Another response to Mearsheimer’s Jewish categories

David Schraub writes to Andrew Sullivan about the latter’s defence of John Mearsheimer’s categorisations of the American Jewish community into ‘Righteous Jews v. New Afrikaaners‘.  From the middle:

“Mearsheimer also groups the entire list — “righteous” and “Afrikaner” — under the broader label of “American Jews who care deeply about Israel.” This is the fulcrum of your defense of his delineation — that Mearsheimer’s objection to the “New Afrikaners” is that, within the broader class of people who care about Israel, their political prescriptions are deeply misplaced; the “righteous Jews” are the ones who truly care and know best. But again, to characterize them as folks who “care deeply about Israel” is simply not an accurate description of several of his “righteous Jews”. I mean that in an entirely value-neutral way — not that their politics are inconsistent with a deep concern for Israel (though I think in many cases they are), but simply that they wouldn’t characterize themselves as folks who “care deeply about Israel”.

Put simply, by their own admission a goodly portion of Mearsheimer’s “righteous Jews” are not folks who “deeply care” about Israel and are committed to achieving a two-state solution for as long as it is a plausible goal. Their commitments and desires lie elsewhere. They are not our friends. They are not our allies.”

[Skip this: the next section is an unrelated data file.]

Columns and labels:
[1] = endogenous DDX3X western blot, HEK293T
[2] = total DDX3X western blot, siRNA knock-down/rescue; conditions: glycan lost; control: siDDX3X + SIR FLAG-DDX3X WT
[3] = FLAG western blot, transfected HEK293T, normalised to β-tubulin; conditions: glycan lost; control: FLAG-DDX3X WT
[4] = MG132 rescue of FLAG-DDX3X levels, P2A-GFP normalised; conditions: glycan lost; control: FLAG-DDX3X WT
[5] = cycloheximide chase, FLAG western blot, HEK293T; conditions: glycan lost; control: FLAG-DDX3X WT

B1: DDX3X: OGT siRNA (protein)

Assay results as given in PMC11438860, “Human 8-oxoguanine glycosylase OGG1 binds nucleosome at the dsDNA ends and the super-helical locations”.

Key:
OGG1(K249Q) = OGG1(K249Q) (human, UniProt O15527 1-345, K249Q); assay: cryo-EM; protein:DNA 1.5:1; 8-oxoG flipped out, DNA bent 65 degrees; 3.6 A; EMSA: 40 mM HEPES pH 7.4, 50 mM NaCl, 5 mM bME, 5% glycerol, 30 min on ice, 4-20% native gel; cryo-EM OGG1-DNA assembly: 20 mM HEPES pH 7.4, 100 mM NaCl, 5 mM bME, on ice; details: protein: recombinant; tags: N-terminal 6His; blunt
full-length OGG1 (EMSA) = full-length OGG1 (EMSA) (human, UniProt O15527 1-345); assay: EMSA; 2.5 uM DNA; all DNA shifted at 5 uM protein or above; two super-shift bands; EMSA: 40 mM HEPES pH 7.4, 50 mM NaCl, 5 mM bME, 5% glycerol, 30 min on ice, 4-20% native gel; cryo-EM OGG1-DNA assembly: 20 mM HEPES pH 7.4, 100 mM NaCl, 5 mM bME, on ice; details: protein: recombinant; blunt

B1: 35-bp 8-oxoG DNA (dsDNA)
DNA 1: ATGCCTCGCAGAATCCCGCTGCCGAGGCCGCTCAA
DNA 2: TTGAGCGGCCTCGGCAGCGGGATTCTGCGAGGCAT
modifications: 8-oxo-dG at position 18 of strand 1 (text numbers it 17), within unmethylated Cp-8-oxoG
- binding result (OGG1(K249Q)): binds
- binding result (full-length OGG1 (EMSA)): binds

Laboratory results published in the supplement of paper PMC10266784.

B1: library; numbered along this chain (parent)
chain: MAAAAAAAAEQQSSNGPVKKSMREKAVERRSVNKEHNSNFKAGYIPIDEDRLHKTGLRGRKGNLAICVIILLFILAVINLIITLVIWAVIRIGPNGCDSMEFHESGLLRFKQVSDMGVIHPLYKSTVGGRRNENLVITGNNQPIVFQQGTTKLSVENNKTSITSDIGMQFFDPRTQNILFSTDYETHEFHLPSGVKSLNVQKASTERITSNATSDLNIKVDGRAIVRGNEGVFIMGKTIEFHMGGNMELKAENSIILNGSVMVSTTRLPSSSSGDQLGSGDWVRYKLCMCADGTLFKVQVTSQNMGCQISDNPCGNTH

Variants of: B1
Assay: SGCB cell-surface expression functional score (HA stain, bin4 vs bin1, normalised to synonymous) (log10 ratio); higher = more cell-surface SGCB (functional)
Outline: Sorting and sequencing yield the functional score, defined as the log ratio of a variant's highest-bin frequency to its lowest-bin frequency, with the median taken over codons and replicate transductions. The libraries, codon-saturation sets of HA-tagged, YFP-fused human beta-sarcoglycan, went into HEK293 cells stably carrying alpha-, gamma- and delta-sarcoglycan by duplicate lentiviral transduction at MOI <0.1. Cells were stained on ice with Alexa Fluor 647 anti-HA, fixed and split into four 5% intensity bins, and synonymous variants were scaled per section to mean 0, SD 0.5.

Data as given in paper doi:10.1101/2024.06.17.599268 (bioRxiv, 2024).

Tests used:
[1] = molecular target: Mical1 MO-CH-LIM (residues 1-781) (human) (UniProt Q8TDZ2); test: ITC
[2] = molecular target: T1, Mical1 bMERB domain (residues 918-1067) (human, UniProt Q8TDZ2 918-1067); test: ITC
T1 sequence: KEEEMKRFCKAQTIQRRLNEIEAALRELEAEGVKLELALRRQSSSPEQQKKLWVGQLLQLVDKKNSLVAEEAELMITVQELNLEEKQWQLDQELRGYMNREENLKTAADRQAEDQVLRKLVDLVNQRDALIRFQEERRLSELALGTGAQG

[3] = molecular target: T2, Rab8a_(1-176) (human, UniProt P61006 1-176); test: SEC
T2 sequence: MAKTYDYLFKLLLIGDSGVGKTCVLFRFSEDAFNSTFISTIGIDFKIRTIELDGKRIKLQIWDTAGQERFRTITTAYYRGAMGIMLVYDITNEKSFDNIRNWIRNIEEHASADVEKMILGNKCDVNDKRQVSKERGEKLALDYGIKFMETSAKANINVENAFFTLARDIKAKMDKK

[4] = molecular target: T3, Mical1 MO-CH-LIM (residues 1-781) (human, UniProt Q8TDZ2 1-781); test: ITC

3 Responses to “Another response to Mearsheimer’s Jewish categories”

  1. Inna Says:

    Just sent Andrew an e-mail simply exchanging “Jews” for “gays”. I have also of course had to change the issues involved. Rather than Israel/Palestine we have the military and civil marriage. I wonder if he will consider himself to be an Afrikaaner for “blindly supporting” civil marriage and integration of the military. I wonder too if he will do some soul-searching and re-examine how he at the least writes about Jews who are politicaly active as Jews.

    I certainly hope so because my respect for a man I used to think quite ethical is falling by the day.



  2. jdyer Says:

    Here is a link to the review of review of “Trials of the Diaspora: A History of Anti-Semitism in England” by Anthony Julius by the great American literary critique Harold Bloom.

    He has some pretty damning things to say about British antisemitism especially, in academia, and especially, the way it hides under the name of “anti-Zionism.”

    “The Jewish Question: British Anti-Semitism”

    Notice that he rightly includes Caryl Churchill among contemporary British antisemites.

    “The greatness of Shakespeare and of Dickens renders their anti-Semitic masterpieces more troublesome than the litany of lesser but frequently estimable traducers: Thomas Nashe, Daniel Defoe, Rudyard Kipling, H. G. Wells, G. K. Chesterton, Hilaire Belloc, Wyndham Lewis, down to the contemporary poet Tom Paulin and the dramatist Caryl Churchill. Ezra Pound scarcely can be blamed upon the English, and T. S. Eliot, despite his conversion in citizenship and faith, remains an American phenomenon, a monument to a past illness, a literary malaise now largely vanished.”

    I expect Bloom’s critique to make a decisive contribution to the debate.

    • Thomas Venner Says:

      He’s right about Dickens being a serious problem. The first image of a “Jew” that most non-Jewish children in the UK see is that of Fagin.

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